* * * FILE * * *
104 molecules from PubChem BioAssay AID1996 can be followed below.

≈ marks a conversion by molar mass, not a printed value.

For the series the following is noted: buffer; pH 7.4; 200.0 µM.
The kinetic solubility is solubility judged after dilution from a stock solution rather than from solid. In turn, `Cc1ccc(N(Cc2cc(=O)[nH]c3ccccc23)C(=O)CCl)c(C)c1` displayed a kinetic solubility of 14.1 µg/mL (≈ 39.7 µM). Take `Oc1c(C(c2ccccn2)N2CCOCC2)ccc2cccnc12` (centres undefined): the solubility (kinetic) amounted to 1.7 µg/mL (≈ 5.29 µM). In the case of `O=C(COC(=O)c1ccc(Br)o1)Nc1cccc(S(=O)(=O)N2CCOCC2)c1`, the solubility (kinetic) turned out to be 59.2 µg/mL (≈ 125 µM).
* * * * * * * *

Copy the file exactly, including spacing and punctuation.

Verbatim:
104 molecules from PubChem BioAssay AID1996 can be followed below.

≈ marks a conversion by molar mass, not a printed value.

For the series the following is noted: buffer; pH 7.4; 200.0 µM.
The kinetic solubility is solubility judged after dilution from a stock solution rather than from solid. In turn, `Cc1ccc(N(Cc2cc(=O)[nH]c3ccccc23)C(=O)CCl)c(C)c1` displayed a kinetic solubility of 14.1 µg/mL (≈ 39.7 µM). Take `Oc1c(C(c2ccccn2)N2CCOCC2)ccc2cccnc12` (centres undefined): the solubility (kinetic) amounted to 1.7 µg/mL (≈ 5.29 µM). In the case of `O=C(COC(=O)c1ccc(Br)o1)Nc1cccc(S(=O)(=O)N2CCOCC2)c1`, the solubility (kinetic) turned out to be 59.2 µg/mL (≈ 125 µM).